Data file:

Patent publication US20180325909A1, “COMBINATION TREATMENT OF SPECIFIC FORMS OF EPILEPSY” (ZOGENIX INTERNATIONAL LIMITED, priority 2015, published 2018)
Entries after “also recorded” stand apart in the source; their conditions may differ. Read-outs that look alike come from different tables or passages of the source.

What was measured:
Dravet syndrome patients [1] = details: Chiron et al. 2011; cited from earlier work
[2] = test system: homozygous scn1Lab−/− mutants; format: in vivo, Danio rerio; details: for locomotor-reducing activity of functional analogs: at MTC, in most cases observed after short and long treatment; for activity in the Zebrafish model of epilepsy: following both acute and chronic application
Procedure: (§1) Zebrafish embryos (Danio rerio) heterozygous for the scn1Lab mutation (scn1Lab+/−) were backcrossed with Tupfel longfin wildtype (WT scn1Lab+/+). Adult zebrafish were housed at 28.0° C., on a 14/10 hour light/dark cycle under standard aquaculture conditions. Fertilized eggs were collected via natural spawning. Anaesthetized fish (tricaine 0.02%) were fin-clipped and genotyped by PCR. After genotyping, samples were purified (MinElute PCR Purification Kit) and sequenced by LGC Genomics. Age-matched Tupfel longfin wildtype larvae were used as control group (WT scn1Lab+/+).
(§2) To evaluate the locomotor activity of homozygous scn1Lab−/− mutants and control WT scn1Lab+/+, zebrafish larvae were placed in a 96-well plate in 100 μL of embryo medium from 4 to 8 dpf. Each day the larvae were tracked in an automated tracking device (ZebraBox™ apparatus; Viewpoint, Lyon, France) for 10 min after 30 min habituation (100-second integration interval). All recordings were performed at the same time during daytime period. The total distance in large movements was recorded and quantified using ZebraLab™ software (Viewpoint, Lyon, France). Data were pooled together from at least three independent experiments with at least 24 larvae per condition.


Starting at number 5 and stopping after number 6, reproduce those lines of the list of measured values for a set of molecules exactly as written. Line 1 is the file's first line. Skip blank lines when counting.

[2] = test system: homozygous scn1Lab−/− mutants; format: in vivo, Danio rerio; details: for locomotor-reducing activity of functional analogs: at MTC, in most cases observed after short and long treatment; for activity in the Zebrafish model of epilepsy: following both acute and chronic application
Procedure: (§1) Zebrafish embryos (Danio rerio) heterozygous for the scn1Lab mutation (scn1Lab+/−) were backcrossed with Tupfel longfin wildtype (WT scn1Lab+/+). Adult zebrafish were housed at 28.0° C., on a 14/10 hour light/dark cycle under standard aquaculture conditions. Fertilized eggs were collected via natural spawning. Anaesthetized fish (tricaine 0.02%) were fin-clipped and genotyped by PCR. After genotyping, samples were purified (MinElute PCR Purification Kit) and sequenced by LGC Genomics. Age-matched Tupfel longfin wildtype larvae were used as control group (WT scn1Lab+/+).